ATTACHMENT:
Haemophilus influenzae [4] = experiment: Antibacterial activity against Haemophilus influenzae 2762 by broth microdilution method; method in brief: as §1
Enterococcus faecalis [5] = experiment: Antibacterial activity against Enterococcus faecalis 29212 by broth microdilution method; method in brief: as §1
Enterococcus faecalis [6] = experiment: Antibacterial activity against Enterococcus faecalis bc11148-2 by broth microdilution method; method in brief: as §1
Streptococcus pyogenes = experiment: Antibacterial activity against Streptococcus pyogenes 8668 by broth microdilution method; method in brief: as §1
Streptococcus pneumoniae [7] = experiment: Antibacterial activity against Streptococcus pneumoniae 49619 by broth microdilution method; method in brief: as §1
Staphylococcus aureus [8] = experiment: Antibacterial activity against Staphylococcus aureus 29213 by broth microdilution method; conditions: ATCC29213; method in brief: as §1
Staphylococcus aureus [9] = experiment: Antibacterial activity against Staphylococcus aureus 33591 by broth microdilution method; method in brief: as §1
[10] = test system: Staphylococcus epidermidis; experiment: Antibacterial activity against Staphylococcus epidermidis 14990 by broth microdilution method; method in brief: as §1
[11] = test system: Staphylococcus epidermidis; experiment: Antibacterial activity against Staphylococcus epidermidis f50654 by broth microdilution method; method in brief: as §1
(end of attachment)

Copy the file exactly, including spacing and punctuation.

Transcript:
Haemophilus influenzae [4] = experiment: Antibacterial activity against Haemophilus influenzae 2762 by broth microdilution method; method in brief: as §1
Enterococcus faecalis [5] = experiment: Antibacterial activity against Enterococcus faecalis 29212 by broth microdilution method; method in brief: as §1
Enterococcus faecalis [6] = experiment: Antibacterial activity against Enterococcus faecalis bc11148-2 by broth microdilution method; method in brief: as §1
Streptococcus pyogenes = experiment: Antibacterial activity against Streptococcus pyogenes 8668 by broth microdilution method; method in brief: as §1
Streptococcus pneumoniae [7] = experiment: Antibacterial activity against Streptococcus pneumoniae 49619 by broth microdilution method; method in brief: as §1
Staphylococcus aureus [8] = experiment: Antibacterial activity against Staphylococcus aureus 29213 by broth microdilution method; conditions: ATCC29213; method in brief: as §1
Staphylococcus aureus [9] = experiment: Antibacterial activity against Staphylococcus aureus 33591 by broth microdilution method; method in brief: as §1
[10] = test system: Staphylococcus epidermidis; experiment: Antibacterial activity against Staphylococcus epidermidis 14990 by broth microdilution method; method in brief: as §1
[11] = test system: Staphylococcus epidermidis; experiment: Antibacterial activity against Staphylococcus epidermidis f50654 by broth microdilution method; method in brief: as §1